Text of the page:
The Securities and Exchange Commission is paying $580,000 to settle a lawsuit by a former assistant SEC inspector general who accused the agency of firing him in retaliation for bringing possible misconduct to light.
The SEC reached the settlement last month with David Weber, who sued the agency in November. His attorney, Cary Hansel, announced the settlement Monday. Weber was assistant inspector general for investigations, one of those who probe allegations of misconduct by SEC officials and employees. He is an attorney and a certified fraud examiner.
Weber had raised concerns about possible inappropriate relationships between former SEC inspector general David Kotz and women he worked with on probes of the Ponzi schemes run by Bernard Madoff and Allen Stanford. Weber also warned of a security flaw in some SEC computers that contained sensitive stock-exchange data.
Kotz left the SEC in January 2012 and has denied the allegations. He didn't return a call seeking comment Monday.
SEC spokesman John Nester said the settlement "resolves the matter to everyone's satisfaction."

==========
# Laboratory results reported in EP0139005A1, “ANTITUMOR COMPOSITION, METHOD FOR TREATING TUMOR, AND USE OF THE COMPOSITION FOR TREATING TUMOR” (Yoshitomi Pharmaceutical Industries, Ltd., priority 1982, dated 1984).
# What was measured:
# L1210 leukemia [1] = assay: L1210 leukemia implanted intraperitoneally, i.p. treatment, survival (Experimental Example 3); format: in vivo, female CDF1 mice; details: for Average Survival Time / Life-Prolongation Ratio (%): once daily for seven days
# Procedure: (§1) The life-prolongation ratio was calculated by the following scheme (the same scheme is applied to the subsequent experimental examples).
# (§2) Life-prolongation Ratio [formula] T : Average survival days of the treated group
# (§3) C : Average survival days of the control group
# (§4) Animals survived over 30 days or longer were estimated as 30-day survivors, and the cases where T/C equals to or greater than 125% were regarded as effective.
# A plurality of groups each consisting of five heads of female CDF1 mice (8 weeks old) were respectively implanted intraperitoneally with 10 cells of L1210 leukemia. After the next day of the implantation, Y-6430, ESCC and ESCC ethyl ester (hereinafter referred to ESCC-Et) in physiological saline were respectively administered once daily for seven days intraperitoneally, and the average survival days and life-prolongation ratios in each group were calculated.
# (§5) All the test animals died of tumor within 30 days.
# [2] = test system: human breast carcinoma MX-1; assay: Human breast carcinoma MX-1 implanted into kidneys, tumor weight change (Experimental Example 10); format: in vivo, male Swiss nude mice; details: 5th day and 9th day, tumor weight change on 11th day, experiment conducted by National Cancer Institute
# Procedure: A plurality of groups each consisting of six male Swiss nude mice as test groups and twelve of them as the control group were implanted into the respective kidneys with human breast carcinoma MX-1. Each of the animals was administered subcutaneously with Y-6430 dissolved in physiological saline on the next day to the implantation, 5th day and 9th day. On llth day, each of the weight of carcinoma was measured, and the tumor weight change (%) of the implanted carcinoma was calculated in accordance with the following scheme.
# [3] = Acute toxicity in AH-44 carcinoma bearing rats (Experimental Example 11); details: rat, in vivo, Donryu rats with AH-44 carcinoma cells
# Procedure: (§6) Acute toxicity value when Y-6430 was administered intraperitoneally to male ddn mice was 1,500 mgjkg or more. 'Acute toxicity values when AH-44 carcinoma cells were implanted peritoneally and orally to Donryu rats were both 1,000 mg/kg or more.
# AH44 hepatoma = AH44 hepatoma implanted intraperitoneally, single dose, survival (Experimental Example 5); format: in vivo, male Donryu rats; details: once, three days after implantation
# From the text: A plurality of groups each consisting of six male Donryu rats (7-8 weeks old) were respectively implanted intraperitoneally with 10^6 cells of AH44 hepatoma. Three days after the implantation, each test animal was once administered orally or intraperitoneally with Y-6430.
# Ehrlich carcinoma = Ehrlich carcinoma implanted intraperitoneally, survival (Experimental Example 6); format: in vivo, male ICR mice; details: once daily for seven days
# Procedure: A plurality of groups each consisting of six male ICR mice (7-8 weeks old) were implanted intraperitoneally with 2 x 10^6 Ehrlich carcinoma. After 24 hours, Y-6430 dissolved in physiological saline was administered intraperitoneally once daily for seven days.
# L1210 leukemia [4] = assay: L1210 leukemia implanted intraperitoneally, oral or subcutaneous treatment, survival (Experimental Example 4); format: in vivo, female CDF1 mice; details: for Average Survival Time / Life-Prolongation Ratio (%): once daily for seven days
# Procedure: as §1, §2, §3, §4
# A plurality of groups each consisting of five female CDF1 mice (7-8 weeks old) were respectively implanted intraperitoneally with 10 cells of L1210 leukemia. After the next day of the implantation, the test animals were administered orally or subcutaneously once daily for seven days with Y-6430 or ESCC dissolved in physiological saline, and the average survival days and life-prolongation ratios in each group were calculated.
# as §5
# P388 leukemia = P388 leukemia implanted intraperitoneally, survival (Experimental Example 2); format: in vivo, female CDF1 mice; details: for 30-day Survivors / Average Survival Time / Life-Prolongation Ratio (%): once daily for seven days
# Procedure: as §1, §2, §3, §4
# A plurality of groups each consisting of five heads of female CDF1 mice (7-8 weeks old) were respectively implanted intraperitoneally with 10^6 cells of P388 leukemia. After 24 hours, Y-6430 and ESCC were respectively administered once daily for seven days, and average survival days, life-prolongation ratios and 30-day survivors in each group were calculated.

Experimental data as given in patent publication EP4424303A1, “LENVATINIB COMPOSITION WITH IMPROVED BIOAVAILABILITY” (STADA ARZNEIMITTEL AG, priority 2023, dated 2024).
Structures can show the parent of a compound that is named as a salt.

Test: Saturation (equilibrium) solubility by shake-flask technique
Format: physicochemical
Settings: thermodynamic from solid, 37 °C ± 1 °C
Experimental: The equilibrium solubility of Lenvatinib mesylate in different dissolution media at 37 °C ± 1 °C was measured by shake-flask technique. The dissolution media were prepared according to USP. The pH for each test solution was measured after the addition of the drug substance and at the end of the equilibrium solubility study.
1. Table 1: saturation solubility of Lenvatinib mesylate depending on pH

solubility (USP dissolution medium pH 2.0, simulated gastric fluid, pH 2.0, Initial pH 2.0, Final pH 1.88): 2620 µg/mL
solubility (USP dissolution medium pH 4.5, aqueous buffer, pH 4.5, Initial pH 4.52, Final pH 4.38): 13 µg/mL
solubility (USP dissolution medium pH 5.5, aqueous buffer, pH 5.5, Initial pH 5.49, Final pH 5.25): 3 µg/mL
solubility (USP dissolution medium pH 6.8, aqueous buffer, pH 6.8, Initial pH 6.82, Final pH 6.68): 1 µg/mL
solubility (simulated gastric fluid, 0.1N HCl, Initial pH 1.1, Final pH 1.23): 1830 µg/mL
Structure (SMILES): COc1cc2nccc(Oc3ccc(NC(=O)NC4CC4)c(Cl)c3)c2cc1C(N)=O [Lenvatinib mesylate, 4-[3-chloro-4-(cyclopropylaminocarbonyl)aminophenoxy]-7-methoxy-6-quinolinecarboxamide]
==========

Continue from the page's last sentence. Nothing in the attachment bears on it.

A lengthy report by the U.S. Postal Service inspector general's office, provided to the SEC in September, found that Kotz's relationships with the women created potential conflicts of interest. It also found merit in Weber's concerns of a potential security breach caused by the lack of encryption in some SEC computers containing sensitive stock-exchange data.
The SEC has said the computer problem has been corrected.
Weber was put on paid administrative leave in May 2012 after some colleagues complained he created a hostile workplace, talking about wanting to bring a firearm to work and a bulletproof vest to the office. He was fired in October.
The Postal Service IG's report did not find that Weber created a hostile work environment or engaged in threatening behavior in the office. However, the report appeared to find some merit in two complaints against Weber that involved management issues.
In his settlement with the SEC, Weber also got the right to be reinstated in his job, though he does not wish to return to the agency, Hansel said in a phone interview. -- AP